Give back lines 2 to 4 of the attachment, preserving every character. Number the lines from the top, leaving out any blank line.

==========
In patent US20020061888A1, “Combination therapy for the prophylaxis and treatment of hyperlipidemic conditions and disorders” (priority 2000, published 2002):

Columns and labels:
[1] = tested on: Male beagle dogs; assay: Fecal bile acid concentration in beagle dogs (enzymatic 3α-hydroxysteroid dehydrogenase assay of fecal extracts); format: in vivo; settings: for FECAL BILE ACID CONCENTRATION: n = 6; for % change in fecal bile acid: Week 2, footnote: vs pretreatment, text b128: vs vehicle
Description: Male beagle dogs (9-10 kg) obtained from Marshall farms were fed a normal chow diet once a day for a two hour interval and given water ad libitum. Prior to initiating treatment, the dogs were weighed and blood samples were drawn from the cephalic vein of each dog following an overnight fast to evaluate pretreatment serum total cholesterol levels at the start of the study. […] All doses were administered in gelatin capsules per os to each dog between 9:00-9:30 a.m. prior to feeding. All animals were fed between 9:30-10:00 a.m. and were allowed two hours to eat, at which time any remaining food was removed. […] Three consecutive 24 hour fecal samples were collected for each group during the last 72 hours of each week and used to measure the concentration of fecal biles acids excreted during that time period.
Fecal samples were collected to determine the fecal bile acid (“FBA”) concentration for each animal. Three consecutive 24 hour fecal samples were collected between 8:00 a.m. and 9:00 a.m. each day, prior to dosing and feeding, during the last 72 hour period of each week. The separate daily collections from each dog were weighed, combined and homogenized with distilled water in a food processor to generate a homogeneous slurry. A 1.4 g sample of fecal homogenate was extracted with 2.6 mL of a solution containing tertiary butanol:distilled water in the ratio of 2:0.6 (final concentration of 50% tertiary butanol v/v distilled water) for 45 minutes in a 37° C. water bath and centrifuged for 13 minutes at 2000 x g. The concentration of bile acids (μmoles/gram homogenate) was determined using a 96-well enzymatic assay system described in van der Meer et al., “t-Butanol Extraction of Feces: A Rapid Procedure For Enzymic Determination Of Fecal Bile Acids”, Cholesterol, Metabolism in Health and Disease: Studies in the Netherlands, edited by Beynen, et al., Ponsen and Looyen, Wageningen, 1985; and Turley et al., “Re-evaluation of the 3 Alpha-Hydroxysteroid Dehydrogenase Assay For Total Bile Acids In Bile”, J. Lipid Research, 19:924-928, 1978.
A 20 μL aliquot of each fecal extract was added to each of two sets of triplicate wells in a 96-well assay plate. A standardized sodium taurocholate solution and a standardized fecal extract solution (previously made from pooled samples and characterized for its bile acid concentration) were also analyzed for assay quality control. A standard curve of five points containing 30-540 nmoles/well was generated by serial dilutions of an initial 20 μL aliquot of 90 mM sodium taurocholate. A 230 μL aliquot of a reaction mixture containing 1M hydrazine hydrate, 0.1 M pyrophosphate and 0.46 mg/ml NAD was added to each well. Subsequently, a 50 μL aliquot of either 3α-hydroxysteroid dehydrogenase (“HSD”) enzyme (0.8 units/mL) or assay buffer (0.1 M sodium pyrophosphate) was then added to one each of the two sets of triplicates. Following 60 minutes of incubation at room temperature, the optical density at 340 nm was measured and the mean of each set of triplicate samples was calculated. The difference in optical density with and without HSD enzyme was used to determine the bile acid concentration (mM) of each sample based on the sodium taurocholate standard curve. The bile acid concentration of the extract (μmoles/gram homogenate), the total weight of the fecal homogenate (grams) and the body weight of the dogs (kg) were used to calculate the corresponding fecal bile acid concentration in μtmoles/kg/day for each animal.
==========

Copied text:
Columns and labels:
[1] = tested on: Male beagle dogs; assay: Fecal bile acid concentration in beagle dogs (enzymatic 3α-hydroxysteroid dehydrogenase assay of fecal extracts); format: in vivo; settings: for FECAL BILE ACID CONCENTRATION: n = 6; for % change in fecal bile acid: Week 2, footnote: vs pretreatment, text b128: vs vehicle
Description: Male beagle dogs (9-10 kg) obtained from Marshall farms were fed a normal chow diet once a day for a two hour interval and given water ad libitum. Prior to initiating treatment, the dogs were weighed and blood samples were drawn from the cephalic vein of each dog following an overnight fast to evaluate pretreatment serum total cholesterol levels at the start of the study. […] All doses were administered in gelatin capsules per os to each dog between 9:00-9:30 a.m. prior to feeding. All animals were fed between 9:30-10:00 a.m. and were allowed two hours to eat, at which time any remaining food was removed. […] Three consecutive 24 hour fecal samples were collected for each group during the last 72 hours of each week and used to measure the concentration of fecal biles acids excreted during that time period.